"As a limited liability company, why or how can we be in a better position to offer unlimited than any other company?"
The reinsurer's argument is strengthened by the current turmoil on stock markets. More than ever before shareholders need certainty. Marley says: "The group's thinking is that in the medium- to long-term we have to work towards totally removing unlimited liability.
"We need to talk to our clients and establish a strategy towards the legislation. We are talking about legislative changes which, I think it's fair to say, the UK government is reluctant to undertake."
In the short-term, Marley said he "envisaged" renewing unlimited treaties on 1 January.
Other reinsurers may not be so generous. One reason is that they are already facing similar reductions from the providers of their own cover, the retrocessionaires.
One reinsurance broking source says: "The retrocession has largely collapsed. It just isn't there."
This is not a problem for Swiss Re UK, which relies on its parent company's strength rather than buying retro cover on the open market. Marley says: "The retro market is certainly much harder now."
Marley says that although the terrorism debate has focused minds on the unlimited cover question, the problem has its roots in escalating court awards.
The Selby rail tragedy, in which a Land Rover careered off the M62 and on to the East Coast mainline on 28 February last year, demonstrated how one accident could cause immense damage.
Ten people died when Gary Hart's car was hit by a speeding express train, which then collided with a freight train carrying 1,600 tonnes of coal.
A claim for £11m was lodged against Hart, who was jailed for five years for causing death by dangerous driving. The total cost to insurers is expected to spiral to more than £50m.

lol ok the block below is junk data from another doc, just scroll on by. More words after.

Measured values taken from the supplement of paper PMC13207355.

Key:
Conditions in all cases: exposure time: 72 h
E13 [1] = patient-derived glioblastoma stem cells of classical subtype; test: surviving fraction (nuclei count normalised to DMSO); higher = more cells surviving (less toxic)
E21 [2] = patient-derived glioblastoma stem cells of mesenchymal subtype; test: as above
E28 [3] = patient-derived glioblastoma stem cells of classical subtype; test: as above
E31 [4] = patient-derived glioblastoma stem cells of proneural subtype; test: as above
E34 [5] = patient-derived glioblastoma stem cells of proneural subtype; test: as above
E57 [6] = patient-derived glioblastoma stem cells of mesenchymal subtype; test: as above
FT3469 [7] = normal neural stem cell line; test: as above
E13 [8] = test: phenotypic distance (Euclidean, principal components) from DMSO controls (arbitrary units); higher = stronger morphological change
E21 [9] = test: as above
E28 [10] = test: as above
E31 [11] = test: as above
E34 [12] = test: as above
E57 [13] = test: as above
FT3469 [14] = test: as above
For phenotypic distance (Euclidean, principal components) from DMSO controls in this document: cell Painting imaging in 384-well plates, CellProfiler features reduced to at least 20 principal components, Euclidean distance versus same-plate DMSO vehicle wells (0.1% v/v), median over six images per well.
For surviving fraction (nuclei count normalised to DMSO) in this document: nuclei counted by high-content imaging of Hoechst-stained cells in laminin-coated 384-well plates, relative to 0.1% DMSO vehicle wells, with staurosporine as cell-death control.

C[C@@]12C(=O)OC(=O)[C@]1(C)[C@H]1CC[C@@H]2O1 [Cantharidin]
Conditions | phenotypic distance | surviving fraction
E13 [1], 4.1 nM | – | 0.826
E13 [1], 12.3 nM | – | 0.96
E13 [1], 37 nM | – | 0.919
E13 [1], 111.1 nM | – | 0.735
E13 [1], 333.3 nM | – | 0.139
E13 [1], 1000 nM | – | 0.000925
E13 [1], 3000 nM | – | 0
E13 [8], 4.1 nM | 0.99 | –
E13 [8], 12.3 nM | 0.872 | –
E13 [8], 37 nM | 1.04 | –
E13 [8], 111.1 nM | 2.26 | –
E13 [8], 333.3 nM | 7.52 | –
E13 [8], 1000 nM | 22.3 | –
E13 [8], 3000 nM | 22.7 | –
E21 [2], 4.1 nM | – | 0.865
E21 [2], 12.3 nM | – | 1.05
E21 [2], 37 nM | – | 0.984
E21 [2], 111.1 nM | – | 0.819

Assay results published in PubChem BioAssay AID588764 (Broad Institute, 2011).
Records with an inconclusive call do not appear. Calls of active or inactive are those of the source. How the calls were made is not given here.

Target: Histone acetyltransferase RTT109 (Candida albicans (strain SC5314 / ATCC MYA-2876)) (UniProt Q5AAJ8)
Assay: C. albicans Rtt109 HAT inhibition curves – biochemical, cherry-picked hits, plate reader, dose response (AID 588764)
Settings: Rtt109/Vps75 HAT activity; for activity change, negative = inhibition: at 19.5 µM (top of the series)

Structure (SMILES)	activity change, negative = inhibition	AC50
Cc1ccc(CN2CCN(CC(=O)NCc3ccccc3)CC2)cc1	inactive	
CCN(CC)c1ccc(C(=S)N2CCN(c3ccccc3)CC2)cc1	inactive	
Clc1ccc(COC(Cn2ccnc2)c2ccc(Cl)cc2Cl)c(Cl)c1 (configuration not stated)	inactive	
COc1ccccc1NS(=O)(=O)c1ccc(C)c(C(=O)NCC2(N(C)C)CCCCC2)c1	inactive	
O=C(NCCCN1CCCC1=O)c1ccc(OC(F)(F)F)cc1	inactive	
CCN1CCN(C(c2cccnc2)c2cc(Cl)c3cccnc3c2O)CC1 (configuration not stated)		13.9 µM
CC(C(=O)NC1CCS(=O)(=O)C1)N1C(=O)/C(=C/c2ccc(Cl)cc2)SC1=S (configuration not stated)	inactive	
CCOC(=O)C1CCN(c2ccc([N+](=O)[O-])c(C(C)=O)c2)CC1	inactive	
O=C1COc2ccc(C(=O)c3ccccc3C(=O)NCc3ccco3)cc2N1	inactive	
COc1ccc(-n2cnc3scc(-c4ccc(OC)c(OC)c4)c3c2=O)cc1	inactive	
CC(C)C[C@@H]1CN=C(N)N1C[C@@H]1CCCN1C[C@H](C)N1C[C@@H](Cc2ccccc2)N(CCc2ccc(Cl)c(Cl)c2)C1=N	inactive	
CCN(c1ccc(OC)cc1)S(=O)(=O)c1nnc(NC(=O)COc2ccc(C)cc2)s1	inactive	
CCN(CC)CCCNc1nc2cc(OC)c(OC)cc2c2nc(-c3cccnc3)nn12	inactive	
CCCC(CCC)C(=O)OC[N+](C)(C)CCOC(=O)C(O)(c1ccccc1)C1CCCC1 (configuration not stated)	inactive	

For Marley, what matters is the trend towards ever-higher court awards in liability cases.
"It's wider than just terrorism," he says.
"One of the fundamentals of reinsurance is being able to assess frequency and severity of losses and it's becoming harder, particularly in relation to severity."
Escalating bodily injury awards mean the likelihood of an extremely large claim is growing all the time.
Marley draws an example in which the cream of the Manchester United football team is involved in a serious coach accident. Such a claim could soar way above £25m - the typical deductible set by Swiss Re for unlimited cover provided to primary insurers.
The primary insurers say they can find new ways of protecting themselves from unlimited liabilities.
At least one managing director believes he can secure his business simply by buying many levels of reinsurance cover up to such a high ceiling that it would protect his company against all but the smallest amount of the most serious catastrophe.